I've had to learn that my sister is never going to be that sweet innocent girl again, but she is much better now that she is clean. She still battles with being obsessed with her weight and deals with drinking although she tries to deny it. She is also dealing with depression right now. She feels like she's screwed up her whole life because she never graduated highschool and she feels guilty for all the things she's put everyone through. SHe also told me she feels like she can't live up to what everyone wants her to be.

The way my parents got her clean was that my dad left his work and stayed at home full-time and cut her off from all of her friends perminately. (it was helpful that the two main girls that were doing this with her were sent away too) and she detoxed at home. They went to family therapy a lot and she went to narcotics anon. too. She was forced to find new friends and she wan't allowed to go back to regular school. It took a long time but she's getting better. It will take a few more years for her to be completely straightened out and get back into school and get her life on track, but only if she wants to. I have offered my home to her as a support and will be here for her if she decides to make that step.

I think you made the right decision for Naomi and I offer you all my prayers for you sweet daughter and love.
post #353 of 414
Thread Starter 
Kallie, you sister is lucky to have such a supportive and amazing family! What your dad did for her is truly an act of love.

Since being welcomed "back" to TCS as an advisor, I've received a number of PMs asking for an update on Naomi.

First of all, I'd really like to thank everyone for their good thoughts and wishes for her. Poor thing has had SUCH a tough life.

Here's the latest news:

A couple of weeks ago she ran away from the facility she was in. We heard from them - and, of course, shortly thereafter we heard from her.

She was picked up by the police in NY City. And, of course, it's not as straightforward as usual. This time she threatened one of them with the needle she was using, which is now a felony offense (because of the potential for infecting someone with HIV). It looks like because of her diagnosis when not on heroin that she'll get away with probation (again). Thankfully the last probation period was up, so this wasn't a probation violation.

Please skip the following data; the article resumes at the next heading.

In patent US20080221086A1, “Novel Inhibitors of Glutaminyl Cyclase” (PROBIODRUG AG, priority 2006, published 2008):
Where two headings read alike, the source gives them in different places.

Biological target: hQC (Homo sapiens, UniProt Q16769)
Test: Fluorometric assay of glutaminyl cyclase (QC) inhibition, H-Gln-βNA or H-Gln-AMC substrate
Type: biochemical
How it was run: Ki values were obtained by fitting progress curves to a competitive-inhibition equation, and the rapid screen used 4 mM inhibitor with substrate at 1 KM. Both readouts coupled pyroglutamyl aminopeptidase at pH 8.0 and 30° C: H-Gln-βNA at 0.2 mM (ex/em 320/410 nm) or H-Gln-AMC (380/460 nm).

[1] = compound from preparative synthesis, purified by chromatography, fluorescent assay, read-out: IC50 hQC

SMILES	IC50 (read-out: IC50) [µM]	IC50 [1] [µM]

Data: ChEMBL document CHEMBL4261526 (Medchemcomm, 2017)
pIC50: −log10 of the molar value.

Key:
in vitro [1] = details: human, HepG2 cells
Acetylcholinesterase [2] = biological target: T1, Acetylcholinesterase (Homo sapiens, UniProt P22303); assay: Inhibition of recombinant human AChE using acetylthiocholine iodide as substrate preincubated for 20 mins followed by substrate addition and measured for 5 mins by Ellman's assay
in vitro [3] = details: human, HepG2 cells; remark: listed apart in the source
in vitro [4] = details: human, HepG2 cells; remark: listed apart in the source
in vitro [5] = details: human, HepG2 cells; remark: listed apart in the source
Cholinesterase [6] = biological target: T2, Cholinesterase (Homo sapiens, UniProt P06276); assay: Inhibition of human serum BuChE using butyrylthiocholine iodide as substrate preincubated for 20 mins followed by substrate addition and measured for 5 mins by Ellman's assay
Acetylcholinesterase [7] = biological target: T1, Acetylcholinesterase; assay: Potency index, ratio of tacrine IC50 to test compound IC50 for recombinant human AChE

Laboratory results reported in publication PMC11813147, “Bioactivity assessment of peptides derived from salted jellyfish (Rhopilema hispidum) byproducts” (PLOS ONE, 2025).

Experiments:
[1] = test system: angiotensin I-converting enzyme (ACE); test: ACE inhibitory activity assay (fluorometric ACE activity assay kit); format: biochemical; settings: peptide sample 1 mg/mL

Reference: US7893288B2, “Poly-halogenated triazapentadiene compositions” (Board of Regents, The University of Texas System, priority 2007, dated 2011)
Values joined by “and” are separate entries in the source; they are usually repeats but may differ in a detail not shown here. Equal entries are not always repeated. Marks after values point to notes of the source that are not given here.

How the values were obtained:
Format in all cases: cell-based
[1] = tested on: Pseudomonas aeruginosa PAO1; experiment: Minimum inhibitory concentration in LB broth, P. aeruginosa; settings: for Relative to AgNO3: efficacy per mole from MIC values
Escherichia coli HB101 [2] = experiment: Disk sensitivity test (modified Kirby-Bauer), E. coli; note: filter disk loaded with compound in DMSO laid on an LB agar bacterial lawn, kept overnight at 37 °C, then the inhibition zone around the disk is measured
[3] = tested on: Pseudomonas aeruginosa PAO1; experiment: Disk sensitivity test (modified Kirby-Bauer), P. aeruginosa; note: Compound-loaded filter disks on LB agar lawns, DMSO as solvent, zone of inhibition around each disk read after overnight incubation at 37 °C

She's not staying with us now, but keeps in touch via cellphone. We're pretty sure where she's staying in Brooklyn. But really - most of the heartache has worn down, and it's more like we're caring for a really difficult feral case..... only she's a colony of one. We love and care about her very much, but we don't ever expect to have any kind of "normal" relationship with her. With a diagnosed manic depressive, bipolar, paranoid schizophrenic - especially with juvenile onset schizophrenia - it just isn't possible.

The saddest thing in the world is that heroin is such a great beta blocker - it really seems to be the best medicine for the problems she's got. Western medicine just hasn't improved that much when it comes to juvenile onset schizophrenia (heroin was used to treat this problem until sometime in the early 60s).

We don't know what happens next. We've got to get this thing straightened out with the police in court (I'm sure that will go fine). After that? I really don't know. There's a place in upstate New York she liked, and we found a place in Vermont that's ideal. But she doesn't want to move so far away - and it's not sounding like she wants to go back to a facility just now. Of course, the only way to settle things in court will be for her to agree to go. But... being in because she wants to be, and being in rehab because she HAS to be are two different beasts.

Thanks for keeping her in your thoughts! She really needs all the support she can get.

post #354 of 414
Sending many prayers
post #355 of 414
I just wanted to add my prayers to the pile, and to say that you and your husband are two of the strongest people I have ever read about (and met, if I ever met you). I pray that you two will have the strength to continue being there for her. I can only imagine what you two have been through.

My parents went through something similar (and at the same time completely different) situation. My Step mother worked at a shelter for young homeless mothers, and that is how they met Denita. Denita was (2003) 18, weighed about 90 pounds pregnant and a herione addict. In order to stay at the home, they require sobriety and have a no tollerence policy for drug use, so miraculously, she did not take drugs (or didn't take a whole lot of drugs) while pregnant. In 2003 she had Shaheim, a healthy boy. A few weeks after he was born, she was back to herione and prostitution. My parents took care of Shaheim while she "looked for work" and eventually she stopped calling to get him back (which is a whole long story made painfully short).

The first time she was arrested, they convinced her to sign over partial custody of Shaheim to them to that he wouldn't be sent into the foster program. The first time they found her strung out when she had visiting time with Shaheim (they would leave him with her for afternoons), they got full custody. That was two years ago. After multiple heartaches (too many to list here) they gave up on Denita. Saving Shaheim from that life is all they can realistically do.